Concurrency and Computation: Practice and Experience

Cover image for Vol. 26 Issue 11

Edited By: Geoffrey C. Fox and David W. Walker

Impact Factor: 0.845

ISI Journal Citation Reports © Ranking: 2012: 42/100 (Computer Science Theory & Methods); 63/105 (Computer Science Software Engineering)

Online ISSN: 1532-0634

Associated Title(s): Journal of Software: Evolution and Process, Software Focus, Software Testing, Verification and Reliability, Software: Practice and Experience, Theory and Practice of Object Systems

Overview



Aims and Scope


Concurrency is seen in an increasing number of computing and communication systems. We have tens of millions of clients on the World Wide Web and many thousands of powerful nodes in high-end massively parallel machines (MPP). One can project continued rapid progress within ten years, Exaop performance from the Web and Petaflop capabilities in closely coupled parallel machines. This leads to a confusing rich choice of architectures with distributed memory PC clusters or Web-based computers and shared memory MPPs. These are enabled and coupled with corresponding boosts in wide-area network performance and deployment with a blurring and convergence of computing and communication. This hardware juggernaut is coupled to new languages and programming paradigms, such as Java and VRML for the Web and multithreading HPF and MPI for parallel systems. The combination of concurrent digital and optical technology is expected to create a Global Information Infrastructure (GII) that will enable new applications, and open up a new set of communication and computer software and architecture challenges. We need portable and scalable (portable to the future and to hybrid heterogeneous world-wide systems) solutions. This technology is being driven by and used in a wide range of academic, research, and commercial application areas. This use is producing a substantial amount of practical experience in those problems that are enabled or enhanced by this amazing infrastructure. There are also new computational methods, such as mobile agents, cellular automata and massively parallel neural networks, which are particularly suited to concurrent execution. There is a rapid growth in both scientific (grand challenges) and information (national challenge) applications that drive both the functionality and high performance of the base technologies. These will impact academia, business, the homes and education. New applications are also being opened up by advances in human-computer interfaces with full immersive environments becoming available, and tools to support those with disabilities broadening the reach of the computer and communication revolution. This journal will, therefore, focus on practical experience with the application of these converging trends to solve real problems. In particular, themes of our papers include:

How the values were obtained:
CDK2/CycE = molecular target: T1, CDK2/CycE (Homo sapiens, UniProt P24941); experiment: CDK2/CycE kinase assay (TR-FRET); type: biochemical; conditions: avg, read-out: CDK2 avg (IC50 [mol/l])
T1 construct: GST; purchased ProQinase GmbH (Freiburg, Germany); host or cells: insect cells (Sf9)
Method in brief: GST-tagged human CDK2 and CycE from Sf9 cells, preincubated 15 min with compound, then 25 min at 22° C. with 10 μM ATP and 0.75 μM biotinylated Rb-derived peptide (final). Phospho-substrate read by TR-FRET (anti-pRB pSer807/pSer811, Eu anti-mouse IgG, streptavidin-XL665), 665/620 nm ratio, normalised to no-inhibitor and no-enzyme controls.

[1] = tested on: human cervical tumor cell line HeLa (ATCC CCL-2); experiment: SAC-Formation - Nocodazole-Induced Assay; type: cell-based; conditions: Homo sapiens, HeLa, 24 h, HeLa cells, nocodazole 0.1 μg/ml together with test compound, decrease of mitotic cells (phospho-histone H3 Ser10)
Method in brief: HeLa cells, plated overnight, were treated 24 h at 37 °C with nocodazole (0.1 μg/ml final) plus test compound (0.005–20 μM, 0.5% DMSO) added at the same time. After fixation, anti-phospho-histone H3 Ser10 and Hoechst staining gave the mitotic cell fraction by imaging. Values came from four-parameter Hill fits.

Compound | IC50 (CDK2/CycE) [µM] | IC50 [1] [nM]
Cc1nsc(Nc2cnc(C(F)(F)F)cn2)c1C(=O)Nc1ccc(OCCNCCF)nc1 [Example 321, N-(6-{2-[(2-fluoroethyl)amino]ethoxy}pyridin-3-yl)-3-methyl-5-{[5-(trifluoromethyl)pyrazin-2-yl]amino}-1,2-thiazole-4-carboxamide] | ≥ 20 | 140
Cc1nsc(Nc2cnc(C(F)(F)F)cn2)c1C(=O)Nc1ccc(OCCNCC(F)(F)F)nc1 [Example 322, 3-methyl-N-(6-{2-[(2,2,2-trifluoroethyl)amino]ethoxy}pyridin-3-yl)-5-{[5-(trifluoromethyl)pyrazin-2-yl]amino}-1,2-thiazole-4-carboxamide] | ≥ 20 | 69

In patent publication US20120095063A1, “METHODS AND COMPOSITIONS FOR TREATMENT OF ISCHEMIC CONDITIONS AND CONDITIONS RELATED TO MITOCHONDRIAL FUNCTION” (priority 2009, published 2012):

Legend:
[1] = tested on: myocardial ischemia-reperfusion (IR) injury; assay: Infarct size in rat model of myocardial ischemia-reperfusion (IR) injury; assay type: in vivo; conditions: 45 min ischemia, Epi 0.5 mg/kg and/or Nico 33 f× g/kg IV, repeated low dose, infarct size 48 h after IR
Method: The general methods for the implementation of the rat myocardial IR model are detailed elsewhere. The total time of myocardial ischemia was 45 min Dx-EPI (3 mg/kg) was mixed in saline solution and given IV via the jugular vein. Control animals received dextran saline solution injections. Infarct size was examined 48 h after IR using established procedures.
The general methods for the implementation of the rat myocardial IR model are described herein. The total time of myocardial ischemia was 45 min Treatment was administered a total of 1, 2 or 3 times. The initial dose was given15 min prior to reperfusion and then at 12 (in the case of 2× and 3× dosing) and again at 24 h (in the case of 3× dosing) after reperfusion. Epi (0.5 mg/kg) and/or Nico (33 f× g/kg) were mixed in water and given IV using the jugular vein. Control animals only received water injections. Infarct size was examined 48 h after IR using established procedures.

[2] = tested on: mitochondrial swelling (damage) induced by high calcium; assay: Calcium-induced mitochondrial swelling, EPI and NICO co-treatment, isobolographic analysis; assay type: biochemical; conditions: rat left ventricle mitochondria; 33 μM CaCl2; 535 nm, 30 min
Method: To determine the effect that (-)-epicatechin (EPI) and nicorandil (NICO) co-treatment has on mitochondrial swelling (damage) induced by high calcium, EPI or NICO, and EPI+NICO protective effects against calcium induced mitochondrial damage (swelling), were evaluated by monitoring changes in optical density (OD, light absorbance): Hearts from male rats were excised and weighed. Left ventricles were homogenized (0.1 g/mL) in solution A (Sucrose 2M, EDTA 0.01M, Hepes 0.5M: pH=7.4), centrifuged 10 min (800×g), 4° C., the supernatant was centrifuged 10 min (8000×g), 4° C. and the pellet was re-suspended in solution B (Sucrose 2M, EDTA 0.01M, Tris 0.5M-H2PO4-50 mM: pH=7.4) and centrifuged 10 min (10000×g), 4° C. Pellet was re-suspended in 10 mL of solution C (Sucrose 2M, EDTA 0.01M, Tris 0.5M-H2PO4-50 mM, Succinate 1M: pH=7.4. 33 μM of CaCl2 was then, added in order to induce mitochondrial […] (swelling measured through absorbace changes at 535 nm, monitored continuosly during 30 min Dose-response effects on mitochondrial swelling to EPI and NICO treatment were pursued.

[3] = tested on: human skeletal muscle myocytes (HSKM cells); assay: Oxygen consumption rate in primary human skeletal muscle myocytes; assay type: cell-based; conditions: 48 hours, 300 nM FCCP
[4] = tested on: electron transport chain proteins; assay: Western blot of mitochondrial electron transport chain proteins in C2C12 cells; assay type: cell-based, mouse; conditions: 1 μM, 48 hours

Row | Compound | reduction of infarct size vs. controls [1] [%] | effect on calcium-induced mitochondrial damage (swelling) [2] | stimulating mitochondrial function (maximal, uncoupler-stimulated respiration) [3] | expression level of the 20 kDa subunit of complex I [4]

• Concurrent solutions to specific problems in academia, industry and society
  • Concurrent algorithms and computational methods
  • Programming environments, operating systems, tools, concurrent languages, compilers, interpreters
  • Performance prediction, analysis, models and results
  • Applications, and algorithm and software technologies arising from the World Wide Web including novel areas, such as education
  • Unification of computing and communication; unification of parallel and distributed computing

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